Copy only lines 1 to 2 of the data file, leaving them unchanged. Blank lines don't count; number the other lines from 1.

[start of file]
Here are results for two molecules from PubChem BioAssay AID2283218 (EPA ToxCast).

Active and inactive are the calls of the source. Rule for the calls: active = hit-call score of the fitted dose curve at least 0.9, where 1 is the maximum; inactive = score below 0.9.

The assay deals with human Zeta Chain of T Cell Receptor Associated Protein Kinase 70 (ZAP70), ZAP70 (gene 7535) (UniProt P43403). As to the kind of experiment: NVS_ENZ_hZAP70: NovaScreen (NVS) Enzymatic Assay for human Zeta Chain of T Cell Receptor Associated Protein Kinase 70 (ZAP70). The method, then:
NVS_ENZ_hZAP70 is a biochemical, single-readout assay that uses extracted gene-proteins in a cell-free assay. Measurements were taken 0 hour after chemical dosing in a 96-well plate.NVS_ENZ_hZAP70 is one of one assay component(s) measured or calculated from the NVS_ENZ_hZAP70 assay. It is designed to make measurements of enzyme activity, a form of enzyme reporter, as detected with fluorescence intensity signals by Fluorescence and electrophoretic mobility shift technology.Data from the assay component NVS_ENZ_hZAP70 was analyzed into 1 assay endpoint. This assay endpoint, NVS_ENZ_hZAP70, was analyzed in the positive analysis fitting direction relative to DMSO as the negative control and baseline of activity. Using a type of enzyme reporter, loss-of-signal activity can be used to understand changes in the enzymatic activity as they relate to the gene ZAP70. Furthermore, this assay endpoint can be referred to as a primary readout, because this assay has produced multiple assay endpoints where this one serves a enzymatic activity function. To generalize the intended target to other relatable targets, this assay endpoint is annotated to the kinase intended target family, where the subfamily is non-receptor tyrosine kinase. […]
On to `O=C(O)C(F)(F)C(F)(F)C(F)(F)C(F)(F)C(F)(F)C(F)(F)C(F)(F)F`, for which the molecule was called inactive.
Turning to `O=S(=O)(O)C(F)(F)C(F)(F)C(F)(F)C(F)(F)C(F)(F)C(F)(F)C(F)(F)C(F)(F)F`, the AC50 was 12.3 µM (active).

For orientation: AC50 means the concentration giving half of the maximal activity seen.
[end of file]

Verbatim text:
Here are results for two molecules from PubChem BioAssay AID2283218 (EPA ToxCast).

Active and inactive are the calls of the source. Rule for the calls: active = hit-call score of the fitted dose curve at least 0.9, where 1 is the maximum; inactive = score below 0.9.